Bioprocessing research - recombinant proteins

Lead Research Organisation: University of Birmingham
Department Name: Chemical Engineering


Recombinant protein production (RPP) involves the heterologous overexpression, of a protein of interest, in a non-native host organism. In many instances, this host is E. coli. A gene encoding the protein of interest, is cloned onto an expression vector, with some form of inducible control at the transcriptional level. Construct expressing cells are cultured to high cell density in bioreactors, under environmentally controlled conditions, and directed to synthesise the recombinant protein. The overriding goal, is the eventual purification of a high yield of biologically active product. It has developed into a multi-billion-pound industry, responsible for the large-scale production of proteins used as biotherapeutics, those with commercial application, and in research.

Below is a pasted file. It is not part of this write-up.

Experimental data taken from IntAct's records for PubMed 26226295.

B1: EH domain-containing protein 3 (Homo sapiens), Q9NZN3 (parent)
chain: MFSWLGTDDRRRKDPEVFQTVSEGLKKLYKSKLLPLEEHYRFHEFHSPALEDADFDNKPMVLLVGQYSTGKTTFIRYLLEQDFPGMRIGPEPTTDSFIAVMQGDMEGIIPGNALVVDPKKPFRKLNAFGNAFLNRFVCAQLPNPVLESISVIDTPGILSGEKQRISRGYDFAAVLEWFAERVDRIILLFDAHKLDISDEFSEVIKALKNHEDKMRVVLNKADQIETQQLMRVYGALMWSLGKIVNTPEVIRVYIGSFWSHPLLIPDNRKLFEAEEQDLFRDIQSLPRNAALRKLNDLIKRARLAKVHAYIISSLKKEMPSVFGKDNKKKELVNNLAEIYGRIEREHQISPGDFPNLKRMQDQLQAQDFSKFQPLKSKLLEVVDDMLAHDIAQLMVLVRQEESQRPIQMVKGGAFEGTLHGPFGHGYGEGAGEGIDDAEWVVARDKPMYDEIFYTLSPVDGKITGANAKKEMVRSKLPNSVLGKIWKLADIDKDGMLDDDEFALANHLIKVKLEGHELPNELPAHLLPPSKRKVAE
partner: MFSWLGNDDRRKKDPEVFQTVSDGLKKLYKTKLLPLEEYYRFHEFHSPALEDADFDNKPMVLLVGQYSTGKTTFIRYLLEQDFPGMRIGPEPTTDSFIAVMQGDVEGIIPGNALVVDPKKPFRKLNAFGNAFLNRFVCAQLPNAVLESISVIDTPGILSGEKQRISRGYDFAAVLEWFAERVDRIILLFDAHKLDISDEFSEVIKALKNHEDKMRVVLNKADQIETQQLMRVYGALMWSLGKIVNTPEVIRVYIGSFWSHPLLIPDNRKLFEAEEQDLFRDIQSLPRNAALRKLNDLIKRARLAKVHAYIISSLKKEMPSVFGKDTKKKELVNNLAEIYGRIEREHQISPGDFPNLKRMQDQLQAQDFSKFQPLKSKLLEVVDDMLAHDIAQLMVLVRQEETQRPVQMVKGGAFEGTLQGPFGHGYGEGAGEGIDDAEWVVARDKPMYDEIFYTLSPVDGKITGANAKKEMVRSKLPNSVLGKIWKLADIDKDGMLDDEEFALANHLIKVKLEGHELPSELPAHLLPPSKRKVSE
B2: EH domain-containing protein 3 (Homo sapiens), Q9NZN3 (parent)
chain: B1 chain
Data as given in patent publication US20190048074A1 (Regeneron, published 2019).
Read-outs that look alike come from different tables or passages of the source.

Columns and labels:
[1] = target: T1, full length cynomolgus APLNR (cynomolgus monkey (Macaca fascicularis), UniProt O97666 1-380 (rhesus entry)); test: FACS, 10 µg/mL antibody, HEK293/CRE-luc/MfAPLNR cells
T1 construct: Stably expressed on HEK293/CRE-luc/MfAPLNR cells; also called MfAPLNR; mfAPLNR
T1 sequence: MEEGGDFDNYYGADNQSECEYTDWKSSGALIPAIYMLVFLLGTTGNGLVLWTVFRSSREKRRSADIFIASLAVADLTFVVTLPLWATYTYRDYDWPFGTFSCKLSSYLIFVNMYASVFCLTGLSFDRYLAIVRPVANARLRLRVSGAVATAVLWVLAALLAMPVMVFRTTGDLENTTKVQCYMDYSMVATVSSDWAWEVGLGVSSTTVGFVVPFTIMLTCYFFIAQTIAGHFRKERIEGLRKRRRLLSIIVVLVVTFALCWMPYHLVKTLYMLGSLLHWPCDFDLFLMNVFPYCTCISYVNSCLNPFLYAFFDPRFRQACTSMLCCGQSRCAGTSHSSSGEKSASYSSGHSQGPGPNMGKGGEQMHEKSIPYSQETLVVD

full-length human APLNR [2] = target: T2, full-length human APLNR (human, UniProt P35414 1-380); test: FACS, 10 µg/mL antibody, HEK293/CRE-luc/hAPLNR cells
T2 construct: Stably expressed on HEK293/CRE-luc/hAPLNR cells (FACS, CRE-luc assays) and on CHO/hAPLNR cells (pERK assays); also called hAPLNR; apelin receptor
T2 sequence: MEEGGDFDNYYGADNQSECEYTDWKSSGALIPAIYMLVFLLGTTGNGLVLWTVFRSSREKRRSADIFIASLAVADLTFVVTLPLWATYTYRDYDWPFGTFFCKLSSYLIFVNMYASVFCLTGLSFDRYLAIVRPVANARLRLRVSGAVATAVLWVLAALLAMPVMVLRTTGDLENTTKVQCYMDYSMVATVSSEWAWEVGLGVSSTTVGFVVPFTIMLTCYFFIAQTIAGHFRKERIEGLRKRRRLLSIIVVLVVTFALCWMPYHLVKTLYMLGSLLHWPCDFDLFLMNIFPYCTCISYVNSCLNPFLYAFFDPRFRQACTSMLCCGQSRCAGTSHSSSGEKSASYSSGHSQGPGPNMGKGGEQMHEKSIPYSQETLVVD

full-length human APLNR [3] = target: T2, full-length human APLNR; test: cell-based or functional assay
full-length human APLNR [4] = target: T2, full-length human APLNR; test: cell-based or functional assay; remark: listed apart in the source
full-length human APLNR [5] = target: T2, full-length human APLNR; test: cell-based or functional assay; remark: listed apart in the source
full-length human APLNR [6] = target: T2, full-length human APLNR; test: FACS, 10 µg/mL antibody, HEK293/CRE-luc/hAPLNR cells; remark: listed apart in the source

Synthesis of recombinant proteins in E. coli is not without caveats. Proteins that are large, multi-domained, require post-translational modification, or are membrane-bound, can be problematic. Overexpression of any protein can promote a number of undesirable cellular responses. In part, this is due to conflicting interests between the goal of RPP and the intrinsic nature of the E. coli host. In RPP, maximising yield is of critical importance. For proper growth, the intracellular environment is maintained in a state of homeostasis, any perturbation to this subverts the basic needs of the cell. Process design at the genetic level, attempts to direct synthesis of the recombinant protein to upwards of 50% of the total cellular protein. Depending on the sub-cellular localisation of the recombinant protein, a number of different host systems quickly become overwhelmed. Consequently, bioactivity and final yield are often less than desirable, and many recombinant proteins are still difficult to produce.

This project will utilise a combination of microbiology, molecular biology and bioprocess engineering to optimise synthesis of recombinant proteins from the molecular to bioreactor scale.


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Studentship Projects

Project Reference Relationship Related To Start End Student Name
BB/M01116X/1 01/10/2015 30/09/2023
2265816 Studentship BB/M01116X/1 30/09/2019 29/09/2023 Alexander David Osgerby